Maher’s Musings | Haisman Shield season review - part two

By Tyler Maher

The Haisman Shield season reviews by Musings HQ continue today.

Last week we looked at 13th to 10th, so we kick part two off with ninth-placed Waaia.

Stay tuned for part three!


Record: Ninth, 5-7.

Cloud: So close, yet so far. Waaia left its run too late this summer, winning three of its last four games to come roaring home, but just two wins in the bank at Christmas was never going to be enough.

Silver lining: A round 10 triumph against eventual semi-finalist Kyabram sparked life into the Bombers and showed them exactly what is needed for success at this level. After a solid bowling performance rolled the Redbacks for 186, some middle-order grit from Jordan and Mitch Cleeland steered Waaia to a win it desperately needed.

Musings: Waaia can match it with the best of them when on song, but needs a more consistent output across not only the season, but its A-grade squad. Even in wins it seems the job is left up to too few — but fixing that comes with experience the Bombers now have under their belt after two Cricket Shepparton campaigns. A big batting recruit would certainly help the cause as well.


Record: Eighth, 5-7.

Cloud: There is no skirting around the fact the Students were dismissed for just 29 in less than 16 overs on a pitch that Mooroopna had just made 8-169 on. It was not the end of the world in terms of their season, but certainly did not help them push for finals action.

Silver lining: Two-fold here — Callan McCabe and Liam Callegari. Both made their A-grade debut for the Students and starred all summer. McCabe was an all-round gun across the Haisman Shield and A-grade Twenty20 competitions, racking up 576 runs at an average of 44.3 and snaring 30 wickets at 13.1. Callegari had 27 wickets at 17.9 in the Haisman Shield — including a haul of 7-31.

Musings: It was a season of upheaval for the Students, with Kialla Park Reserve undergoing massive refurbishments and forcing the side to play out of Congupna Recreation Reserve. Their home base is looking slick now though and will give them a massive boost next summer.


Record: Seventh, 6-6.

Cloud: Hindsight is a wonderful thing, but Shepparton United should have played finals this season. If either of the side's two-wicket loss in round four or two-run defeat in round eight went in its favour it would have been battling Numurkah in the first round of finals instead of Nagambie.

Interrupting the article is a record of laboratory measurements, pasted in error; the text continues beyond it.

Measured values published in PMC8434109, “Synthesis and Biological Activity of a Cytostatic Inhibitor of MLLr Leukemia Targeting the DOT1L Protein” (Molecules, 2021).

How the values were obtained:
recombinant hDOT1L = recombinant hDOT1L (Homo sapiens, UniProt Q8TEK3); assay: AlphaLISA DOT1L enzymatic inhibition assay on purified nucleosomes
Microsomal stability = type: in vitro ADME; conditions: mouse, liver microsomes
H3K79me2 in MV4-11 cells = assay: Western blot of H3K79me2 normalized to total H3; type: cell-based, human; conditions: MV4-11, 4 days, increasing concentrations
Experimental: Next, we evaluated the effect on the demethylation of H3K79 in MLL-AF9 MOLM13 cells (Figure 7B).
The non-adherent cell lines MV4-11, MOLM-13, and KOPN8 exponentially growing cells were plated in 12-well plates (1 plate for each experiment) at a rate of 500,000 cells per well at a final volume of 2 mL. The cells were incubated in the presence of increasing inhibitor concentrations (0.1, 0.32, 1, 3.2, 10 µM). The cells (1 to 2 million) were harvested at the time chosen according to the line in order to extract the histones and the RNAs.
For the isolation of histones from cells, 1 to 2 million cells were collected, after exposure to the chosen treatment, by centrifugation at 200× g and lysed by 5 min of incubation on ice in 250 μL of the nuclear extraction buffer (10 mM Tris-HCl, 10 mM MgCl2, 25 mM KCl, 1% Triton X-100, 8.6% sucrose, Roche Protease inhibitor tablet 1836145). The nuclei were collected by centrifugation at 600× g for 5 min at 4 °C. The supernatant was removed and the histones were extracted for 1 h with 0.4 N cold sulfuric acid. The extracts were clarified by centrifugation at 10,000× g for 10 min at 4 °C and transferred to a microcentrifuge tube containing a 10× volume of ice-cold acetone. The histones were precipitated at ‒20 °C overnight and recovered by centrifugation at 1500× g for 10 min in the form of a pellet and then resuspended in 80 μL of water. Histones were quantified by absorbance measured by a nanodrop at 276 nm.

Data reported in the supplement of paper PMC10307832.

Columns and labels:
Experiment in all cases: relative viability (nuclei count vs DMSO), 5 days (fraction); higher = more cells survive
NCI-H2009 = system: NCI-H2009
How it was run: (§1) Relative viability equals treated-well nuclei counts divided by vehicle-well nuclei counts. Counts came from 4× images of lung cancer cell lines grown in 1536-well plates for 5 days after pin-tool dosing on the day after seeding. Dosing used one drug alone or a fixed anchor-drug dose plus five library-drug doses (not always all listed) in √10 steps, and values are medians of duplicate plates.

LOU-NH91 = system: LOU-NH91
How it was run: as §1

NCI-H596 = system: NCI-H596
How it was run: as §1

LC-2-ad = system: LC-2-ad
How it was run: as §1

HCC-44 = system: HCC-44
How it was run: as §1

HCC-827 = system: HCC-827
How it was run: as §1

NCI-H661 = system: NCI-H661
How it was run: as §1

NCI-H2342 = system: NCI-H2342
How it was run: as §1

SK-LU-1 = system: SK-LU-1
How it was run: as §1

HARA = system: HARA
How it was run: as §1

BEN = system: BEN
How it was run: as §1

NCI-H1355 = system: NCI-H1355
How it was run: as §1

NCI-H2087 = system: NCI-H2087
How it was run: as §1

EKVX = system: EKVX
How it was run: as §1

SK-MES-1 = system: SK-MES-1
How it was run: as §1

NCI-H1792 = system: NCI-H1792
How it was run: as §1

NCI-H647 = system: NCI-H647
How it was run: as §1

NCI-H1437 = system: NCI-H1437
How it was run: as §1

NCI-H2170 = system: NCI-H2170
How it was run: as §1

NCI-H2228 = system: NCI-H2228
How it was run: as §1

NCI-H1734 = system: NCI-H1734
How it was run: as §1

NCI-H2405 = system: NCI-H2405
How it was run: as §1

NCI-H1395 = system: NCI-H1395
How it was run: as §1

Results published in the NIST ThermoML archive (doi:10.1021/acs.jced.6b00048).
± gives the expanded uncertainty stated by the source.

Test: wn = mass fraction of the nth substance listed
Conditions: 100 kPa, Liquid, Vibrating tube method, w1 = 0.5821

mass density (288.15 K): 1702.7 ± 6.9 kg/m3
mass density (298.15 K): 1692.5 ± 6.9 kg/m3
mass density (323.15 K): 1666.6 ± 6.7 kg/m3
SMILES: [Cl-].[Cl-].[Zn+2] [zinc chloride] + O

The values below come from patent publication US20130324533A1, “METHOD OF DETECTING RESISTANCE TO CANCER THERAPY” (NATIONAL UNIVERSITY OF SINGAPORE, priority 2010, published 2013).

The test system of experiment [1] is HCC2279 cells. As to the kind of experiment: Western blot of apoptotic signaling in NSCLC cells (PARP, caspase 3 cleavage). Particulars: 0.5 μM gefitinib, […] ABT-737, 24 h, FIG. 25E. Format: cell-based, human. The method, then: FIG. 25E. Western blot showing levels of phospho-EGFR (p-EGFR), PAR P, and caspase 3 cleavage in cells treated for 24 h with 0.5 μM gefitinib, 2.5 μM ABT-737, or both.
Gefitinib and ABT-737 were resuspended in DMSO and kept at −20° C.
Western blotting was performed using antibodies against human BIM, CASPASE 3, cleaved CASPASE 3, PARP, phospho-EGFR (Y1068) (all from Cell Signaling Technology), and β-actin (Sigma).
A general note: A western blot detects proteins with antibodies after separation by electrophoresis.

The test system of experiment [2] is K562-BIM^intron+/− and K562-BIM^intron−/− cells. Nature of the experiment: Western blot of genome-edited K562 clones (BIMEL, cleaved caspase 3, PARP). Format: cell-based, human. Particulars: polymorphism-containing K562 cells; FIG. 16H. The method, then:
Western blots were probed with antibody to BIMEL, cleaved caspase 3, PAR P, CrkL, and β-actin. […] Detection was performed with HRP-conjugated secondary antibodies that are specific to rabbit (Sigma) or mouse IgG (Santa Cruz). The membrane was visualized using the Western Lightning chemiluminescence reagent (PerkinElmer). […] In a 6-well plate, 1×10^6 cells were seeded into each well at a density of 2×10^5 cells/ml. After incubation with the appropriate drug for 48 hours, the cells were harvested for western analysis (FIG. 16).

Silver lining: Keegan Armstrong was a picture of consistency at the top of the order. The import was dismissed just three times — and once after round two — for less than 40 in the Haisman Shield, averaging 45.8 from his 504-run tally. United also dominated the Twenty20 competitions.

Musings: Closing the gap between its best and worst performances will be the key for United next season. For example, the side defeated Mooroopna and Katandra in the first half of the summer, but also lost to Numurkah by 10 wickets and Old Students by 100 runs. More wickets will also be on the agenda after taking just 86 — three less than wooden-spooner Tatura.


Record: Sixth, 8-5.

Cloud: Another first round finals exit makes it a 0-4 record in post-season Haisman Shield clashes in the past three seasons for the Jets.

Silver lining: Joel Brett took the competition by storm with ball in hand this summer with 45 wickets at 9.6. That he also hit 331 runs was clearly why he walked away from the campaign with a Lightfoot Medal. What made Brett's season with the ball even more impressive though was that last summer it was the bat with which he dominated, hitting 672 runs across all formats.

Musings: The Jets have all the makings of a premiership side, but cannot yet seem to put it together on the big stage. More consistent batting efforts during the season would help Northerners finish higher on the table and give the side more chance of a confidence-boosting win in week one of the finals to set up a tilt at glory.


Record: Fifth, 8-5.

Cloud: Missed the Haisman Shield decider after three consecutive appearances, falling at the first finals hurdle.

Silver lining: Still managed to win the one-day final, defeating Numurkah at Numurkah Showgrounds in what we all thought was a preview of the last weekend of the season. Jedd Wright also continued to dominate with bat and ball, hitting 571 runs and snaring 34 wickets.

Musings: The Eagles remain in a strong position and claimed a premiership in all three grades, so there is no reason to believe they won't again be right near the top of the table next summer.